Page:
Over 80 percent of UK-based financial institutions are investing in open banking and 90 percent of bankers expect it to increase organic growth by 10 percent. This monumental shift within the financial infrastructure of the UK is already having an impact on both businesses and consumers alike and the trend is not just a local one. In a recent report Gartner summarised what they believe to be the top financial trends of the future. Although these are not related to open banking specifically, it’s clear to see how some are a consequence of the technological changes and data sharing initiatives that accompany it.
Digitisation means companies need to hire for technological skillsets, as well as other related competencies. Both short-term and long-term human resource strategies need to be in place and this should include training programmes that help businesses remain agile and to adapt easily. Rapid technological change is a reality of the current financial marketplace and is set to remain as such. Only adaptable companies with the right talent will be able to serve it successfully.
Data is the fundamental principle that now underpins the whole financial sector. Open banking is at its essence a data-sharing initiative that creates a more competitive fintech landscape, simplifies and expedites banking processes for both individuals and businesses and provides insights that help in the development of customised products and services. Data and how it is used will be important cornerstones for the industry over the next few years.
Artificial intelligence (AI)
In such a data rich world, AI has the potential to transform the financial sector and can be especially useful when it comes to credit and risk assessments. Thousands of data points combined with machine learning are likely to be a key resource in a CFO’s toolkit. However, to avoid pitfalls and to select the right kind of fintech partners, the future CFO needs to have a certain level of technological understanding and competence.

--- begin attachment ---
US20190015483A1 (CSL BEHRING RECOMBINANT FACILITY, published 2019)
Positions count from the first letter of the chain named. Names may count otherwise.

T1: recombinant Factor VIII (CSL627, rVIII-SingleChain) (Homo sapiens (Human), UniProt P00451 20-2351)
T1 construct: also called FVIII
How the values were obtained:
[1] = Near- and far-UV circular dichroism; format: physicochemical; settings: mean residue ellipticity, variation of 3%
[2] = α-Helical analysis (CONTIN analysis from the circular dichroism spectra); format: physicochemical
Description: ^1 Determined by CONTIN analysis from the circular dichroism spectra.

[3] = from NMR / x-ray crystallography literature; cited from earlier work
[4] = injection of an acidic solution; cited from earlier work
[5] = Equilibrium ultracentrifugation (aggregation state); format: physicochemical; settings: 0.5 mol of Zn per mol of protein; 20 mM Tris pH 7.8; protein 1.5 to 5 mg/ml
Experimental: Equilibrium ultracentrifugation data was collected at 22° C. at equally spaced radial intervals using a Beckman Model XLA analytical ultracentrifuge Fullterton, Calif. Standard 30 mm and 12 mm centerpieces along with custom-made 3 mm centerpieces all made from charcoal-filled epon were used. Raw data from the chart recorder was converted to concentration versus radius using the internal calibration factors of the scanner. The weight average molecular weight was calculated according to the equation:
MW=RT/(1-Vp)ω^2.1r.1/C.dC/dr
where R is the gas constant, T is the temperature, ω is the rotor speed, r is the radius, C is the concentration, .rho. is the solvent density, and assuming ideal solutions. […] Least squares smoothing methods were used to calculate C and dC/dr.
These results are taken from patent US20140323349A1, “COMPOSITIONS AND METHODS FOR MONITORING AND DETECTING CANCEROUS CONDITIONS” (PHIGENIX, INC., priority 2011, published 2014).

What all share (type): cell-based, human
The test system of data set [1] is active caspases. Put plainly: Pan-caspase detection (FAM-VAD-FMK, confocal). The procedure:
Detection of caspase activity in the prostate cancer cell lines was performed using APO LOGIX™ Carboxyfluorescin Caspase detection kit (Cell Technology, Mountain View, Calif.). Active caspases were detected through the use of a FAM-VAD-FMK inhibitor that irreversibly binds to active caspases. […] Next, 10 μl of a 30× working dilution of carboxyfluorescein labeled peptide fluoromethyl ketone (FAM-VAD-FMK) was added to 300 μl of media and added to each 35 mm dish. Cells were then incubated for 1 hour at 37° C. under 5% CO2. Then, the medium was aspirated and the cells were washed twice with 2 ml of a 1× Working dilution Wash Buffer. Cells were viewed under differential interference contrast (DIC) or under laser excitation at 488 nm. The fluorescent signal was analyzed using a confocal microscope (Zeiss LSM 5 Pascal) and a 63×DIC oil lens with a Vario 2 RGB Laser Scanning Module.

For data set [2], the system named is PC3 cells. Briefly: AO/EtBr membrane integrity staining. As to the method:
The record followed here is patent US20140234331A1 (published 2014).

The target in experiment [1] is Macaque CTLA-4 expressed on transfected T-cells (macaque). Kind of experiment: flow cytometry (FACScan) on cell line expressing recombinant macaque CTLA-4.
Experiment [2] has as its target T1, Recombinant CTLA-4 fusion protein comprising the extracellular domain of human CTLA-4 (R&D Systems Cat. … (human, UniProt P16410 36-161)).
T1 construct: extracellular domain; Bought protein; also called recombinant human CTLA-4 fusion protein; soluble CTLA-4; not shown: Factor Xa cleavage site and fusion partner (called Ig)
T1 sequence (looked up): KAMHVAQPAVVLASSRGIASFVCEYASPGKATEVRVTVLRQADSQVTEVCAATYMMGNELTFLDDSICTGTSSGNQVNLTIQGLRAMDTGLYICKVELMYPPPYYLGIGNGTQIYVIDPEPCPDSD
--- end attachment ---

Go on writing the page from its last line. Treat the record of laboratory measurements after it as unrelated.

Open banking has increased competition in the marketplace, enabling hundreds of third party fintech companies to leverage the data provided by traditional financial institutions. This is a positive development but with all this choice comes a more complex decision-making process for businesses when selecting which suppliers to work with. With many fintech service providers being new entrants to the market, assessing their ongoing performance and suitability is also going to be a much more intricate process requiring the input of multiple departments.
The future CFO needs to embrace technological change, employ the right talent and select fintech suppliers carefully. Innovation is just the beginning. The financial sector’s stakeholders will influence where that innovation takes it.